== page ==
[he takes a sip of water and laughs]
M. Gustave: He’s, actually, become a dear friend.
M. Gustave: I’ve been dropped into a nest of vipers.
Zero: You have an alibi?
M. Gustave: Of course, but she’s married to the Duke of Westphalia. I can’t allow her name to get mixed-up in all this monkey business.
Zero: Your life may be at stake.
M. Gustave: I know, but the bitch legged it. She’s already on board the Queen Nasstasja halfway to Dutch Tanganyika.
M. Gustave: But I’ll tell you what, if I die first, and I most certainly will, you will be my sole heir. There’s not much in the kitty except a set of ivory-backed hairbrushes and my library of romantic poetry, but when the time comes, these will be yours, along with whatever we haven’t already spent on whores and whiskey.
Serge X.: Forgive me, Monsieur Gustave. I never meant to betray you. They threatened my life and now they’ve murdered my only family.
M. Gustave: No. Who did they kill this time?
Serge X.: My dear sister.
M. Gustave: The girl with the club foot?
Serge X.: Yes.
M. Gustave: Those fuckers!
M. Gustave: The beginning of the end of the end of the beginning has begun. A sad finale played off-key on a broken-down saloon piano in the outskirts of a forgotten ghost town. I’d rather not bear witness to such blasphemy.
Zero: Me neither.
M. Gustave: The Grand Budapest has become a troops’ barracks. I shall never cross its threshold again in my lifetime.
Zero: Me neither.
M. Gustave: Never again shall I…
Zero: Actually, I think we might be going in there right now after all.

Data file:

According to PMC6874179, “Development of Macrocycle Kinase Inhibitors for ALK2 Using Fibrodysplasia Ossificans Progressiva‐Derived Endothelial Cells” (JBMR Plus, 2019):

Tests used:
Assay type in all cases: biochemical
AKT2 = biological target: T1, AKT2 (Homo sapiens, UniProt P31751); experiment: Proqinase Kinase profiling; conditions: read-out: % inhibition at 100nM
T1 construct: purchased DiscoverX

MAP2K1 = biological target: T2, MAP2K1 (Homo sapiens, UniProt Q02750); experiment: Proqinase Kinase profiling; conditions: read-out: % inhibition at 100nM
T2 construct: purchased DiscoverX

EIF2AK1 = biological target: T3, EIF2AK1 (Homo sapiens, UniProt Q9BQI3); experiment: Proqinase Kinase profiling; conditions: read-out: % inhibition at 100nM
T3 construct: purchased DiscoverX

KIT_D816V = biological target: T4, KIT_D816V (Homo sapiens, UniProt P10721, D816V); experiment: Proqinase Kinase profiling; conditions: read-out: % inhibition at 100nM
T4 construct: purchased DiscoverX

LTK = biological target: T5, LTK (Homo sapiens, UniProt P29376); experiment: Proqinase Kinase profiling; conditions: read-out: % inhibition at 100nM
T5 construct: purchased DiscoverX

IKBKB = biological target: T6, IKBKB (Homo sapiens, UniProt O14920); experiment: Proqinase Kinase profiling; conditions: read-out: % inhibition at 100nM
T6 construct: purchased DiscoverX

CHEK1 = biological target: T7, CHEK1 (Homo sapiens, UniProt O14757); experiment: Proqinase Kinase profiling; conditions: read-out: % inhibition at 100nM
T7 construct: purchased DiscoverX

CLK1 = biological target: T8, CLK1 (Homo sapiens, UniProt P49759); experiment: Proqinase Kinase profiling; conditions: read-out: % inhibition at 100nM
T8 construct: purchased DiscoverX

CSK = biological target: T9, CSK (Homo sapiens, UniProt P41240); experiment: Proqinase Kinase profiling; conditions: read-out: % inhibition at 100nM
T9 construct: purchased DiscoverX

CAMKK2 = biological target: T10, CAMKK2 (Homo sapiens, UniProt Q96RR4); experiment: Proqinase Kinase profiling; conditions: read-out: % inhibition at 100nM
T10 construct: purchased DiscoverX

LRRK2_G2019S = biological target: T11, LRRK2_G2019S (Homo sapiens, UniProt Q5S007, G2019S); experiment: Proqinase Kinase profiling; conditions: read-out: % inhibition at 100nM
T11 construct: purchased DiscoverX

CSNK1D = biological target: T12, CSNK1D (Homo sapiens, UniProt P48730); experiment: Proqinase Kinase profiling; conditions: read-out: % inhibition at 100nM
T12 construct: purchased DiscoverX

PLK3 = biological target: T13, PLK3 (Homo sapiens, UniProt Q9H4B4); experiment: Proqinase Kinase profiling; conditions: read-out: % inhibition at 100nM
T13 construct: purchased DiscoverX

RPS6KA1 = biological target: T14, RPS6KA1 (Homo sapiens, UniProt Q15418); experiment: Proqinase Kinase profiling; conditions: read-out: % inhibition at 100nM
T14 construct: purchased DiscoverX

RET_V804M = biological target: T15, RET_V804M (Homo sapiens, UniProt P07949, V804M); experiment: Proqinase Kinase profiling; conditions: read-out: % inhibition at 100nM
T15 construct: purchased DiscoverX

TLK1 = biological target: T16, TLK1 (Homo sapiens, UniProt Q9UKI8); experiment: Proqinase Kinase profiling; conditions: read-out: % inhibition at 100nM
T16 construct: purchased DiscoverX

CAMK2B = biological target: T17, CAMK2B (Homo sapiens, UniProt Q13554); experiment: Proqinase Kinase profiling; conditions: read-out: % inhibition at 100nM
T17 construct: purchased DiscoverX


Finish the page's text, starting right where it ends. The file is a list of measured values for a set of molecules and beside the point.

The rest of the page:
The Guest (2014)
David: You know, I promised Caleb I would do anything I could to help your family. But I’m afraid I haven’t been fully honest with you.
[after ringing on the Peterson’s front door]
David: Mrs. Peterson?
Laura Peterson: Can I um…help you?
David: My name is David, Mrs. Peterson. I uh…I knew your son, Caleb, I was with him when he died. Part of the things he asked was for me to check on you all, you and your whole family are here. I said I’d do that and so, here I am.
Laura Peterson: Would you like to come inside?
David: Thank you, ma’am.
Anna Peterson: You knew Caleb?
David: Yes, ma’am. We were pretty close.
Anna Peterson: “Yes, ma’am”?
David: Mrs. Peterson, are you sure you’re comfortable with me staying here?
Laura Peterson: I think it could be a good thing for us.
David: I want you to show me who hit you yesterday.
Luke Peterson: What are you gonna do?
David: Nothing bad.
David: Never allow anyone to pick on you.
[gives Luke his switchblade]
David: Here, you keep it.
Laura Peterson: I don’t know what I would have done if you hadn’t been here.
David: Really, Mrs. Peterson, it’s no problem.
Anna Peterson: I called the RAB that David’s from. They told me he doesn’t exist.
David: I’m a soldier, man. I like guns.
Anna: What the fuck?
Hail, Caesar! (2016)
Laurence Lorenz: Alright, alright. Let’s try this. Your line, just say it as I say it. Say your line exactly as I’m about to.
Tobey: Okay, sure.
[in a crisp British accent]
Laurence Lorenz: Would that it were so simple.
[tries to do it in a British accent but still has his Southern drawl]
Tobey: Would that it were so simple.
Laurence Lorenz: Would that t’were so simple.
Tobey: Wou…would that it were…
Laurence Lorenz: Wait, watch my mouth. Would that it were so simple.
Tobey: Would that t’were so simple.
See more Hail, Caesar! Quotes
Hell or High Water (2016)
Tanner Howard: This is Mr. Pibb. I asked for a Dr. Pepper.
Toby Howard: So?
Tanner Howard: Only assholes drink Mr. Pibb.
See more Hell or High Water Quotes
The Imitation Game (2014)
Alan Turing: Sometimes it’s the very people who no one imagines anything of who do the things that no one can imagine.
Alan Turing: Do you know why people like violence? It is because it feels good. Humans find violence deeply satisfying. But remove the satisfaction, and the act becomes hollow.
Alan Turing: When people talk to each other, they never say what they mean.
[pauses for a moment]
Alan Turing: They say something else and you’re expected to just know what they mean.
Joan Clarke: I know it’s not ordinary. But who ever loved ordinary?